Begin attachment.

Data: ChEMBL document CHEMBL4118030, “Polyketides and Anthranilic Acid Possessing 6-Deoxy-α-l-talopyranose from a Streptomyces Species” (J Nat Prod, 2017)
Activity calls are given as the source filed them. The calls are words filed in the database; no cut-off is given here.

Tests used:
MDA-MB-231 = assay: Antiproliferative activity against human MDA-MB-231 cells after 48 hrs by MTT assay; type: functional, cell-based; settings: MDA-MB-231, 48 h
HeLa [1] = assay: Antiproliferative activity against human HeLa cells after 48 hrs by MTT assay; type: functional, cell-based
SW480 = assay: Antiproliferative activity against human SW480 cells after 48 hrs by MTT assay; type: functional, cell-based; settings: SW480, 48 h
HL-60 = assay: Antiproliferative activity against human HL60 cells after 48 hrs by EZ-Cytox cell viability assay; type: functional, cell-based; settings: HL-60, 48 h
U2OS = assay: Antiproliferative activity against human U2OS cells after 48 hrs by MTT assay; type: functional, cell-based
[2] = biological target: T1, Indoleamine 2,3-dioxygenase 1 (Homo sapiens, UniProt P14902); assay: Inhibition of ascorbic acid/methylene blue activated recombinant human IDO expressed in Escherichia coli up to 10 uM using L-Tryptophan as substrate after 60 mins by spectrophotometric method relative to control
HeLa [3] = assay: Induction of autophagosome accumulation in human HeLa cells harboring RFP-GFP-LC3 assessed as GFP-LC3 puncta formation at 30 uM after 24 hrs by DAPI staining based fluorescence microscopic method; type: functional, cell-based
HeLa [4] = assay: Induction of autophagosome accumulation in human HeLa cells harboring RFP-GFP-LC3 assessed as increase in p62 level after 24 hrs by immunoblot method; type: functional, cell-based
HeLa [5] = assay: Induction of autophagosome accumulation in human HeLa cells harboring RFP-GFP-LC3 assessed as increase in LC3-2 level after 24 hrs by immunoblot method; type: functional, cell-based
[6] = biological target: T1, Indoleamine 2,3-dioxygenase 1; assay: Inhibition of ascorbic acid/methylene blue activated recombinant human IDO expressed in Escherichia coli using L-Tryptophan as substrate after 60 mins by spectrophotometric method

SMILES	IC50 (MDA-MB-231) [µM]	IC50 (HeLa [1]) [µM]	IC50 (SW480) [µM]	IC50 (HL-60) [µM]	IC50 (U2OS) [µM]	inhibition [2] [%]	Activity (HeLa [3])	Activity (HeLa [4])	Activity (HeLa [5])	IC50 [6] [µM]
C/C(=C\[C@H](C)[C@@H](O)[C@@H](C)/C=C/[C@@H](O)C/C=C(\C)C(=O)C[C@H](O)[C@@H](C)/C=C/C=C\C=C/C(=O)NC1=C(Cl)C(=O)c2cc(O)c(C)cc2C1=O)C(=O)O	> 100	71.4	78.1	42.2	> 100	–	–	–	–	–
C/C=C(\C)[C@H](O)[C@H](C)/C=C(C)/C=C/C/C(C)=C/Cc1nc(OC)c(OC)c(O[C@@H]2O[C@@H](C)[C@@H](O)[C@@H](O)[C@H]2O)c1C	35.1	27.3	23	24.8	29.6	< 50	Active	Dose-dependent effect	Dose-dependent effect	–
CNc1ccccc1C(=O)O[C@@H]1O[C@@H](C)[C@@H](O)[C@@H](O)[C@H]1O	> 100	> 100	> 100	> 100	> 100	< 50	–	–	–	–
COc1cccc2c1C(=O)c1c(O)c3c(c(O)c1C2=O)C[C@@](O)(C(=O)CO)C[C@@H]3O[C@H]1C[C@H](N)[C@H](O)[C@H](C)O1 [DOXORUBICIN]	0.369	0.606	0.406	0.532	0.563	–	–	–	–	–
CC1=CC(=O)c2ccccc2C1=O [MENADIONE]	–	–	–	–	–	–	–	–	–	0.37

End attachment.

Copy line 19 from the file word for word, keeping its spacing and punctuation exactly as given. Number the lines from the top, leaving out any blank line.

CC1=CC(=O)c2ccccc2C1=O [MENADIONE]	–	–	–	–	–	–	–	–	–	0.37